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Gardening Answers Knowledgebase


Knowledgebase record #12


Conifers around the World by Zsolt Debreczy, 2011

Reviewed by: Brian Thompson
Review date: 2014-03-12

bookIt is a nice balance that a publication of equal stature to the RHS encyclopedia on cultivated conifers has been recently published on conifers in the wild. "Conifers around the World" authors Zsolt Debreczy and István Rácz have been working together since 1975. The predecessor to this current title was published in 2000 in their native Hungarian; Kathy Musial of the Huntington Botanical Gardens provides valuable editing skills to this much expanded English edition.

The result is massive (again, in two volumes), but very manageable. The authors' intention is to "present photographs of conifers in their natural habitats in a consistent format." These larger images are breathtaking, and are supplemented with close-up photos of cones, leaves, and any distinguishing features. The accompanying text is concise but unlike some botanical descriptions is very readable and reflects the authors' sensitivity to conservation, local culture and ethnobotany.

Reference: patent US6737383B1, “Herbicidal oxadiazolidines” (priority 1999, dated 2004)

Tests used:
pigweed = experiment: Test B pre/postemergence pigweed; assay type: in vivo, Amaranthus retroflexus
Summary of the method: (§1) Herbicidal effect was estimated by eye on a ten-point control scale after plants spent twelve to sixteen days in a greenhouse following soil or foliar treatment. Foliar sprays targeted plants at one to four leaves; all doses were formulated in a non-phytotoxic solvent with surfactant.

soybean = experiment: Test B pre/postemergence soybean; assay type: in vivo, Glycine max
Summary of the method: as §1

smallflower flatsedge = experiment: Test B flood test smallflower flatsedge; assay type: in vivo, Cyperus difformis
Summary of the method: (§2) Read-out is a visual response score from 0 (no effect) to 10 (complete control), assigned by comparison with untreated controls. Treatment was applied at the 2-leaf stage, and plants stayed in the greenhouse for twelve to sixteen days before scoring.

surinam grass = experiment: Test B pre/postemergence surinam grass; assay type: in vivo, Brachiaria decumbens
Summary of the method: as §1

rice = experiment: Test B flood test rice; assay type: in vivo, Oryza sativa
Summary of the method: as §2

The focus is on temperate species, and the layout is by broad geographical areas with a detailed description of the geological, vegetative, climatic and human history of each. Maps are used liberally to show topography, sites of major conifer forests, floristic provinces, and the ranges of species. The extensive introduction is a joy to read despite covering some pretty dense subjects, including taxonomy, conifer identification, morphology (lots of drawings help the reader with these), and the history of the earth's climate and other factors that have impacted the distribution of conifers we find today.

The appendix is also fun, with various essays that didn't quite fit elsewhere, and a "bark gallery" giving eye level close-ups. The Pacific Northwest is clearly dear to these Europeans, as the two photos that accompany the Preface are from Washington State, including the authors' portrait standing in front of a giant Sitka spruce (Picea sitchensis) in Olympic National Park. On the inside of the back cover of Volume 2 is the "Sell the Land?" speech attributed to Chief Sealth; a suitable closure to this very rigorous but also very passionate and personal publication.


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